San Marcos Live Cam

A city in the North County region of San Diego County


Hosted by:
  • Phil's BBQ
  • 579 Grand Avenue - San Marcos
  • California 92078 - United States
  • 760 759-1400

Unincorporated Lake San Marcos in San Diego County and the state of California

The best known and most visited San Diego beaches are the Mission Bay Park Beaches. Green grass, shade trees, palm trees, sandy beaches and calm water make this area a paradise for family fun. Convenietly located near hotel circle and containing Sea World makes Mission Bay Park a busy place during the summer months.

San Diego County is located on the Pacific Ocean in the far southwest of the U.S. state of California along its border with Mexico. San Diego County was one of the original counties of California, and was created in 1850 and named after San Diego Bay.

The county has a total area of 11,721 km², 93% of it is land and 7% of it is water. As of 2022, there were 1,41M people, 1.1M households, and 660,000 families residing in the county. The population density was 670/mi².

There are a number of unique and interesting things to do when visiting San Diego. Balboa Park is home to over a dozen museums and parks, from the San Diego Zoo to the Spreckels Organ Pavilion and a Japanese Friendship Garden. Also in the park is the Globe Theater, home to nationally recognized theater both Shakespearean and contemporary.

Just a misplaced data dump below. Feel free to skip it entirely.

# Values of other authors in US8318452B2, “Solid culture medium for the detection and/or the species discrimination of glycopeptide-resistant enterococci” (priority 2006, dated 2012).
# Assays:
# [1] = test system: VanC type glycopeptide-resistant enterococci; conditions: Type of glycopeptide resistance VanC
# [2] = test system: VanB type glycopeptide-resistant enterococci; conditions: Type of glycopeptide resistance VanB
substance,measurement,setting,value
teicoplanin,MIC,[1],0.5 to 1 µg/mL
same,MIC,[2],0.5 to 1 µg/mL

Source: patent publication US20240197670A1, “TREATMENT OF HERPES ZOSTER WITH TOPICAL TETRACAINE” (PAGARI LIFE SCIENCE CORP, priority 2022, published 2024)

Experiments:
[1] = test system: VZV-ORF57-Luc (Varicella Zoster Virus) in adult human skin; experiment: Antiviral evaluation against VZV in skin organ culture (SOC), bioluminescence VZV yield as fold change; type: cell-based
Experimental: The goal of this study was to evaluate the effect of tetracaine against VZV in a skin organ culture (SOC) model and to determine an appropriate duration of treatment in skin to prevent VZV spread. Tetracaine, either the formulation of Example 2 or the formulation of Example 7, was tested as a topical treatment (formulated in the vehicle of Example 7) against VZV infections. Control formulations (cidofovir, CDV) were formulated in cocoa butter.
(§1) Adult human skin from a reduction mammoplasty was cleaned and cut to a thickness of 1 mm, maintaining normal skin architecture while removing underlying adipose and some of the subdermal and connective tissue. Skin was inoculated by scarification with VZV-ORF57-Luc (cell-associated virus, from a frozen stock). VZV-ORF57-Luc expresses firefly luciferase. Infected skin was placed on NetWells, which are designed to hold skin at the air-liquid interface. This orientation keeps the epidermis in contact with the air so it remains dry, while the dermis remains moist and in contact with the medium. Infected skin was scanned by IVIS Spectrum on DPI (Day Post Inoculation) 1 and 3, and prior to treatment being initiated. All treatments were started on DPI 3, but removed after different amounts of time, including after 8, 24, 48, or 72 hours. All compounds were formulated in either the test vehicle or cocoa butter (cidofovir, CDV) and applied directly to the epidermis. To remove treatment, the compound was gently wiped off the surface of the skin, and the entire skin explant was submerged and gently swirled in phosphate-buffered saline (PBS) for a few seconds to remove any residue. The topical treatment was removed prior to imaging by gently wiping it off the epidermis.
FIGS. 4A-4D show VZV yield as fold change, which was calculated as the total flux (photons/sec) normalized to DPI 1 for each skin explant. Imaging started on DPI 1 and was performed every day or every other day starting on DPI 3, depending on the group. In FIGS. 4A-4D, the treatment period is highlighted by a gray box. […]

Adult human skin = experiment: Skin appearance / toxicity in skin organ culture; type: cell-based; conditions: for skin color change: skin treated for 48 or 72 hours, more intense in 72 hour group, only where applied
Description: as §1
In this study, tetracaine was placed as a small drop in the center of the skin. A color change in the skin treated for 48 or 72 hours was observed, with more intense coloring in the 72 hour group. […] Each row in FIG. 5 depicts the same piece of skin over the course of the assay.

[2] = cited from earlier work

The coast offers up more attractions, from the historic Giant Dipper Roller Coaster at Mission Beach to scenic tours of the San Diego Coastline. Hornblower Cruises take guests on narrated harbor tours, with a great overview of the varied natural and man-made history of the area. The Naval Base on Coronado offers tours of several vessels ranging from destroyers to submarines, depending on what’s in port and declassified, and the historic three-masted schooner Star of India is open year-round for tours, along with two other vessels managed by the San Diego Maritime Museum.

Numbers of state-registered historical landmarks are in italics; numbers inscribed in shields are U.S. Highways, those in circles are California State Highways. Numerical sequence is of no significance in determining a landmark's historical importance; the numbers show only the sequence of marking, in the state-wide system. Often the vociferousness of the advocates of a particular site will win recognition for it long before a site of greater historical significance is recognized. For instance, 241 sites had been marked before they got around to Mission San Diego de Alcala - where, it might be said, California's history began.